The uvea is the middle layer of the eye which contains much of the eye’s blood vessels. It is located between the sclera, the eye’s white outer coat, and the inner layer of the eye, called the retina, and is further made up of the iris, ciliary body, and choroid.
Uveitis encompasses a group of inflammatory diseases that produces swelling of the uveal tissues. It is not necessarily limited to the uvea but can also affect the lens, retina, optic nerve, and vitreous, producing reduced vision or blindness.
Uveitis may be caused by problems or diseases occurring in the eye or it can be part of an inflammatory disease affecting other parts of the body.
It can happen at all ages and primarily affects people between 20-60 years old.
Uveitis can last for a short (acute) or a long (chronic) time. The severest forms of uveitis can reoccur many times.
Uveitis can affect one or both eyes simultaneously. Symptoms may develop rapidly and can include:
The signs and symptoms of uveitis depend on the type of inflammation.
Acute anterior uveitis may occur in one or both eyes and in adults is characterized by eye pain, blurred vision, sensitivity to light and redness.
Intermediate uveitis causes blurred vision and floaters. Usually it is not associated with pain.
Posterior uveitis can produce vision loss. This type of uveitis can only be detected during an eye examination.
Inflammation is the body’s natural response to tissue damage, germs, or toxins. It produces swelling, redness, heat, and destroys tissues as certain white blood cells rush to the affected part of the body to contain or eliminate the insult.Any inflammation to the uveal tissue produces Uveitis.
Uveitis may be caused by:
The type of uveitis can classified by where inflammation occurs in the uvea:
Diagnosis of uveitis includes a thorough patient’s medical history and a detailed examination of the eye to record the findings.
Further ancillary investigations , laboratory tests may be done to rule out an infection or an autoimmune disorder.
Eye examination includes
An Eye Chart or Visual Acuity Test: This test measures whether a patient’s vision has decreased.
A Slit Lamp Exam: A slit lamp noninvasively inspects the front and back parts of the eye
A Dilated Fundus Examination: The pupil is widened (dilated) with eye drops and then a light is shown through with an instrument called an ophthalmoscope to noninvasively inspect the back, inside part of the eye.
Many cases of uveitis are chronic, and they can produce numerous possible complications, including clouding of the cornea, cataracts, elevated eye pressure (IOP), glaucoma, swelling of the retina or retinal detachment. These complications can result in permanent vision loss.
The goal of treatment in uveitis is to eliminate inflammation, alleviate pain, prevent further tissue damage, and restore any loss of vision.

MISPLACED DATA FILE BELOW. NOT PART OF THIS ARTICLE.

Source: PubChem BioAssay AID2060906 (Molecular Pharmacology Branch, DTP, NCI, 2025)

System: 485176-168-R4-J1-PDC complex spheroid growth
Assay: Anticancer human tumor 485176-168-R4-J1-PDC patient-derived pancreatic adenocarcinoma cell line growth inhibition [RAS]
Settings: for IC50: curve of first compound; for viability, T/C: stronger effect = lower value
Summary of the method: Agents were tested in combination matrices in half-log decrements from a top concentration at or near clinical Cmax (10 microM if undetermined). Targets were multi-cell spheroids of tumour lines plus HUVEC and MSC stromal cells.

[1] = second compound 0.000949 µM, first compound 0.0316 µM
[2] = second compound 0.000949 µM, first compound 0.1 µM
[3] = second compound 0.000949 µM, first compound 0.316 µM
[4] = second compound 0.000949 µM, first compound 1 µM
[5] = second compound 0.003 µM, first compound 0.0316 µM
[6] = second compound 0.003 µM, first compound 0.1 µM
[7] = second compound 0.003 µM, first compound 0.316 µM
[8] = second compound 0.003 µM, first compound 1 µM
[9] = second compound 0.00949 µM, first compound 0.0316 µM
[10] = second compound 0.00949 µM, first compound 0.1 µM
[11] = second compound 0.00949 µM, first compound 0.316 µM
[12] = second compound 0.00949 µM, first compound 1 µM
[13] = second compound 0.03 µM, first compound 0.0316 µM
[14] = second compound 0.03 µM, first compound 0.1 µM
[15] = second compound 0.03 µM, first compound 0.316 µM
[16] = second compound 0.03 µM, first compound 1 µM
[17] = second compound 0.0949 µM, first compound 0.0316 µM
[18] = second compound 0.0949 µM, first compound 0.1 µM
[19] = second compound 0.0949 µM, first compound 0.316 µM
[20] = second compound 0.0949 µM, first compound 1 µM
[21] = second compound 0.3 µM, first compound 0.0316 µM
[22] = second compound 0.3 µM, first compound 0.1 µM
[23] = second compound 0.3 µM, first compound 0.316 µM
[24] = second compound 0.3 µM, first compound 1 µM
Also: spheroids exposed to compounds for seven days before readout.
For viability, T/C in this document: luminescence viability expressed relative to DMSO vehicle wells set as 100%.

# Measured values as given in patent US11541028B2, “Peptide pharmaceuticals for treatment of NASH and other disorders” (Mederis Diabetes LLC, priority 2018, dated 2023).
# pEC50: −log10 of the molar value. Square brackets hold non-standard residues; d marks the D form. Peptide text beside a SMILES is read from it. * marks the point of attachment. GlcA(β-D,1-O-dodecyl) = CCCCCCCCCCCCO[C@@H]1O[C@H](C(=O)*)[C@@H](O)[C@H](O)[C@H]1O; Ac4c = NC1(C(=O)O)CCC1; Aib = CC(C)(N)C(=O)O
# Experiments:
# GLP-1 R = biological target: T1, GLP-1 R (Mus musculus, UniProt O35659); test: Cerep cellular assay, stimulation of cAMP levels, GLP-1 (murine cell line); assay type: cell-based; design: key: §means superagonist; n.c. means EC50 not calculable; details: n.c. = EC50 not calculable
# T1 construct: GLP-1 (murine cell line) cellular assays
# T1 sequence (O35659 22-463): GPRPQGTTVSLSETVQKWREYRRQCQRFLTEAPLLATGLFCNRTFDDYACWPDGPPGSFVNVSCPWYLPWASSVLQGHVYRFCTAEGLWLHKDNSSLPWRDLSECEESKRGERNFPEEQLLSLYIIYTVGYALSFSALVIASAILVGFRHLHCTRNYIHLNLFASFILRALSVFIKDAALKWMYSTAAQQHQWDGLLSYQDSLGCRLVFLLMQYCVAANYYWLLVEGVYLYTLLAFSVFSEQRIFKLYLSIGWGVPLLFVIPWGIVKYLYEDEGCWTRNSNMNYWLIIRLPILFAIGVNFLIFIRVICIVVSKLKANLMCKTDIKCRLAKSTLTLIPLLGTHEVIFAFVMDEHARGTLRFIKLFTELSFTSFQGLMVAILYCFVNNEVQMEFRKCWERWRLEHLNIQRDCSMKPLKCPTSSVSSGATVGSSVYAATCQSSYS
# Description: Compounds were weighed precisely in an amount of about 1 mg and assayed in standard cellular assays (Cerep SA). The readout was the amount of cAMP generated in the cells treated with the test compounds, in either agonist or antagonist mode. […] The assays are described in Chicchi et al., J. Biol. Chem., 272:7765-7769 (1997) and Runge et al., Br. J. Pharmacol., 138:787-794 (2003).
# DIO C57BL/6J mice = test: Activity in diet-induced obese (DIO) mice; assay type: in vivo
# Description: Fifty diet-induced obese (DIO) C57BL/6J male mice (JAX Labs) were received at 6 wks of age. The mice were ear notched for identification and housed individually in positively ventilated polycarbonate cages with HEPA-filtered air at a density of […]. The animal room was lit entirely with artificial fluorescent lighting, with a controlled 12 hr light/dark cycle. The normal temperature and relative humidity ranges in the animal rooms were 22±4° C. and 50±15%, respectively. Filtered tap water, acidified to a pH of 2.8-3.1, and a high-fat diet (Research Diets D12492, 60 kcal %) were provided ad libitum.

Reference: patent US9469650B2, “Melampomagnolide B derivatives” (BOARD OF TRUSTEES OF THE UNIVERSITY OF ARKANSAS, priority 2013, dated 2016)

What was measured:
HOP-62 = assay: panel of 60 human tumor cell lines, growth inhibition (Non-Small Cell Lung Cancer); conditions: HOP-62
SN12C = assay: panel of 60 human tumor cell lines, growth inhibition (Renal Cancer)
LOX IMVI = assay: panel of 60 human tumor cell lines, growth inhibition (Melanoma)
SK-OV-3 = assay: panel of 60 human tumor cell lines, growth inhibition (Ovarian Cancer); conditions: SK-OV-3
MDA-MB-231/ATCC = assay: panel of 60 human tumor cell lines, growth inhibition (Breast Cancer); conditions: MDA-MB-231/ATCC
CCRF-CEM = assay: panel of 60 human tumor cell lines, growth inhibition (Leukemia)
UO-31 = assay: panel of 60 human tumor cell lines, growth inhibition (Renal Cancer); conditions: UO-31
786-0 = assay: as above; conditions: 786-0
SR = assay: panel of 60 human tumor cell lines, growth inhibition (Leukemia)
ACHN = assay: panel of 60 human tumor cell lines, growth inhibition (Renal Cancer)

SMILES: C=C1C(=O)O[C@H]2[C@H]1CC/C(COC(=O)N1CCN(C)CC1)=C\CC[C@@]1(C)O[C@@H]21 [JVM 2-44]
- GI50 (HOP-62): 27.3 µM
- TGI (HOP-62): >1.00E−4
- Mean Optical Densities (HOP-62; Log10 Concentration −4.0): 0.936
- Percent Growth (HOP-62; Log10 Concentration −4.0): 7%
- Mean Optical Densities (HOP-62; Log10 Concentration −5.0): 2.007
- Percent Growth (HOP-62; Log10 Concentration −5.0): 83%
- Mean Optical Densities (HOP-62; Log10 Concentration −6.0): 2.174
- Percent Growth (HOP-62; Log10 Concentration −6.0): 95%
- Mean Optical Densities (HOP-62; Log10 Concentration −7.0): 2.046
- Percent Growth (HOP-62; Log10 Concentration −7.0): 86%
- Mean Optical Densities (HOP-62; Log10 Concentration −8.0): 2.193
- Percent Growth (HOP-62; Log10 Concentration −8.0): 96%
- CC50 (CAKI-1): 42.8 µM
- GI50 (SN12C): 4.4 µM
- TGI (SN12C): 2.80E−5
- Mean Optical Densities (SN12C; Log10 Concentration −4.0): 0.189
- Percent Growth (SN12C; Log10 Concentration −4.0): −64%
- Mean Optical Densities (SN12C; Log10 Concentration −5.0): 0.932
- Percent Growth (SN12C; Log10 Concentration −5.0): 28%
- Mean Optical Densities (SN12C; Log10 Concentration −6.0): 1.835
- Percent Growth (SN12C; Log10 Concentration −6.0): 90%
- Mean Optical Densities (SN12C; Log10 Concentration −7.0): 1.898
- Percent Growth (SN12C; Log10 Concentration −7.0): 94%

If uveitis is caused by an underlying condition, treatment will focus on that specific condition.
Drugs that reduce inflammation. Your doctor may first prescribe eyedrops with an anti-inflammatory medication, such as a corticosteroid. If those don’t help, a corticosteroid tablets or injection may be the next step.
Drugs that fight bacteria or viruses. If uveitis is caused by an infection, your doctor may prescribe antibiotics, antiviral medications or other medicines, with or without corticosteroids, to bring the infection under control.
Drugs that affect the immune system or destroy cells. You may need immunosuppressive or cytotoxic drugs if your uveitis affects both eyes, doesn’t respond well to corticosteroids or becomes severe enough to threaten your vision.
Vitrectomy. Surgery to remove some of the vitreous in your eye (vitrectomy) may be necessary to manage the condition.
Surgery that implants a device into the eye to provide a slow and sustained release of a medication. For people with difficult-to-treat posterior uveitis, a device that’s implanted in the eye may be an option. This device slowly releases corticosteroid medication into the eye for two to three years. Possible side effects of this treatment include cataracts and glaucoma.
Anterior uveitis may be treated by:
Intermediate, posterior, and panuveitis are often treated with injections around the eye, medications given by mouth, or, in some instances, time-release capsules that are surgically implanted inside the eye. Other immunosuppressive agents may be given. A doctor must make sure a patient is not fighting an infection before proceeding with these therapies.
Some of these medications can have serious side effects, such as glaucoma and cataracts. You may need to visit your doctor for follow-up examinations and blood tests every 1 to 3 months.
Written by: Dr. Karpagam – Chairman, Education Committee